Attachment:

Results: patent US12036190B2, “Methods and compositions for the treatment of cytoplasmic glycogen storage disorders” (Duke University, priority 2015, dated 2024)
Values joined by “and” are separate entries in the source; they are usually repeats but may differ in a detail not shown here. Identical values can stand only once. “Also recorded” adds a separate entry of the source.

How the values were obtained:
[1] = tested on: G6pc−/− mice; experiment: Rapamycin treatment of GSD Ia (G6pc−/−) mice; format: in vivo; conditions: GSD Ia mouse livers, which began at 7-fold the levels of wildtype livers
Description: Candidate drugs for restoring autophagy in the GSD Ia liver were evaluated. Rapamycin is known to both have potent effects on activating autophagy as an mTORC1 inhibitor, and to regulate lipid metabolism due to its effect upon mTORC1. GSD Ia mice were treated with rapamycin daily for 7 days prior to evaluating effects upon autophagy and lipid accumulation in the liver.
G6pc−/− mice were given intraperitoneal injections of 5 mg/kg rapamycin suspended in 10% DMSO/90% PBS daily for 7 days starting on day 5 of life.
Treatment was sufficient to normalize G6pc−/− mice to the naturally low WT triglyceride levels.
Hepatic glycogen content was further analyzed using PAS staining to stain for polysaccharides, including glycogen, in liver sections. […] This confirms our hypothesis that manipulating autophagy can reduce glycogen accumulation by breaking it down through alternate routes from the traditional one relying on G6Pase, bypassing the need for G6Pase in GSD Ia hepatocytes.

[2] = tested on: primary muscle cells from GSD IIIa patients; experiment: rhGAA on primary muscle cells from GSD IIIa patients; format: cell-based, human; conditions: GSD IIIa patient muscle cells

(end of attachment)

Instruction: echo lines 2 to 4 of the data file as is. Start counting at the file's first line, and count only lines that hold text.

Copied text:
Values joined by “and” are separate entries in the source; they are usually repeats but may differ in a detail not shown here. Identical values can stand only once. “Also recorded” adds a separate entry of the source.

How the values were obtained:
[1] = tested on: G6pc−/− mice; experiment: Rapamycin treatment of GSD Ia (G6pc−/−) mice; format: in vivo; conditions: GSD Ia mouse livers, which began at 7-fold the levels of wildtype livers